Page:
The United States seized the island of Puerto Rico from Spain during the Spanish-American War. By 1917, the people of Puerto Rico had become American citizens with an elected bicameral legislature. Puerto Ricans have elected their own governor since 1948, and their Commonwealth Constitution resembles the basic law of any American state.

It took over a week before our unsympathetic, xenophobic president, golfing at his Bedminster golf club, responded to the island's dire devastation from Hurricane Maria. The recovery response from the federal government has been unimpressive as 3.4 million Puerto Rican American citizens live in the commonwealth and are entitled to the same government response as any state.

Hurricane Maria destroyed Puerto Rico’s electrical power grid. Can you imagine living without electricity, telephones, banking services, automobile fuel, food, drinking water, toilets that flush, schools, newspapers, television, air-conditioning while living in the tropics? Estimates suggest that power may not be fully restored for many months.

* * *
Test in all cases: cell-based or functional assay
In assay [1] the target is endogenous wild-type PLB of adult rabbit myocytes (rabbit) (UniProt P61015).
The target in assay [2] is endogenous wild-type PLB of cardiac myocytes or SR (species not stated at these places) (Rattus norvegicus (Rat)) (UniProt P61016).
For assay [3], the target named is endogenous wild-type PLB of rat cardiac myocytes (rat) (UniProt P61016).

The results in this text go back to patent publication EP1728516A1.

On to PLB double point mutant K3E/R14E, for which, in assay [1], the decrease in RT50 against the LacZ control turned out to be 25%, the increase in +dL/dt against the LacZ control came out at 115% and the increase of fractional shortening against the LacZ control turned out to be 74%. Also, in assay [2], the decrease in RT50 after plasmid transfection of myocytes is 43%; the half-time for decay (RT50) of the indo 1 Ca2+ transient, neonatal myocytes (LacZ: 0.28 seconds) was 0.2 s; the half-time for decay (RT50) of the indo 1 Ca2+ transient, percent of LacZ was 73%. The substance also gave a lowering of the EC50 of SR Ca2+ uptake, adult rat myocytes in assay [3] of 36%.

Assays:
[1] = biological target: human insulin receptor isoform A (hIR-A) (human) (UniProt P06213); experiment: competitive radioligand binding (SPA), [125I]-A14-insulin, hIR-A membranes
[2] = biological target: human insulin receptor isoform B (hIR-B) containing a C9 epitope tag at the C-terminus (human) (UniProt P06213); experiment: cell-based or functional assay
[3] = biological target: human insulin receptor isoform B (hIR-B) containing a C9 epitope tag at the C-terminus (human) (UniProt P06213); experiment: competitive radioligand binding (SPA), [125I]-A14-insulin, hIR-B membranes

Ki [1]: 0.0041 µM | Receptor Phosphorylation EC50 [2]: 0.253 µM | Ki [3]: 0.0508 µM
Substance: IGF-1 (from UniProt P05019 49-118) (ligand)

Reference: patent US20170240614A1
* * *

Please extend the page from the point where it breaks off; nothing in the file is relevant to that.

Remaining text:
As a result of the devastation, a vast internal migration of American citizens is likely to happen in the months ahead. Hundreds of thousands of Puerto Ricans, possibly 1 million or more, will move to the American mainland. If this migration occurs, it will be a disaster inflicted on the commonwealth, which cannot afford to lose many of its best and brightest people.

Should basic services fail to return soon, social and economic disorder will prompt willing and able Puerto Ricans to seek temporary, or permanent, shelter among friends and relatives already living on the mainland. They are likely to choose warm-weather localities that are familiar, hospitable and welcoming, such as Florida.

These American citizens are largely politically liberal Hispanics-Latinos, and will likely change the voting demographics of wherever they move. Congressional Republicans had better take note of that potentially, politically devastating fact.

Larry Larsen, Mandan